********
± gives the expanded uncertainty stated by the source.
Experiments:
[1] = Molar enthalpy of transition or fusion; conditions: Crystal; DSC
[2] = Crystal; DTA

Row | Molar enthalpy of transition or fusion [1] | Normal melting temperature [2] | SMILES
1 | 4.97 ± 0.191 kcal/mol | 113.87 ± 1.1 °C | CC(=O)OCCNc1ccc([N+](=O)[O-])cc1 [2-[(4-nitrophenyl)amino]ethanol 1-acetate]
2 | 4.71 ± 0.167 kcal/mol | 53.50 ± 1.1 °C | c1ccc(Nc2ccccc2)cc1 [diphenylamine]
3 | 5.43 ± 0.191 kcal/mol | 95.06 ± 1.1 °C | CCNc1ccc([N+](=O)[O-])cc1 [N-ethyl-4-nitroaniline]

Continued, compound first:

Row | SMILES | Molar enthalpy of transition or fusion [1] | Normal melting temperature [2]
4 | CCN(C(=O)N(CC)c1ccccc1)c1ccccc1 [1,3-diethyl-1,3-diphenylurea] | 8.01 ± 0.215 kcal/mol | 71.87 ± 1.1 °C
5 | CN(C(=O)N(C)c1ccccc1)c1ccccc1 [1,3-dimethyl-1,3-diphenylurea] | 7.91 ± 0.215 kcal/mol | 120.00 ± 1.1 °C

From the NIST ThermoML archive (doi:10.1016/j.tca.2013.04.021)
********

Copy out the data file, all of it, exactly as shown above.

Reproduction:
± gives the expanded uncertainty stated by the source.
Experiments:
[1] = Molar enthalpy of transition or fusion; conditions: Crystal; DSC
[2] = Crystal; DTA

Row | Molar enthalpy of transition or fusion [1] | Normal melting temperature [2] | SMILES
1 | 4.97 ± 0.191 kcal/mol | 113.87 ± 1.1 °C | CC(=O)OCCNc1ccc([N+](=O)[O-])cc1 [2-[(4-nitrophenyl)amino]ethanol 1-acetate]
2 | 4.71 ± 0.167 kcal/mol | 53.50 ± 1.1 °C | c1ccc(Nc2ccccc2)cc1 [diphenylamine]
3 | 5.43 ± 0.191 kcal/mol | 95.06 ± 1.1 °C | CCNc1ccc([N+](=O)[O-])cc1 [N-ethyl-4-nitroaniline]

Continued, compound first:

Row | SMILES | Molar enthalpy of transition or fusion [1] | Normal melting temperature [2]
4 | CCN(C(=O)N(CC)c1ccccc1)c1ccccc1 [1,3-diethyl-1,3-diphenylurea] | 8.01 ± 0.215 kcal/mol | 71.87 ± 1.1 °C
5 | CN(C(=O)N(C)c1ccccc1)c1ccccc1 [1,3-dimethyl-1,3-diphenylurea] | 7.91 ± 0.215 kcal/mol | 120.00 ± 1.1 °C

From the NIST ThermoML archive (doi:10.1016/j.tca.2013.04.021)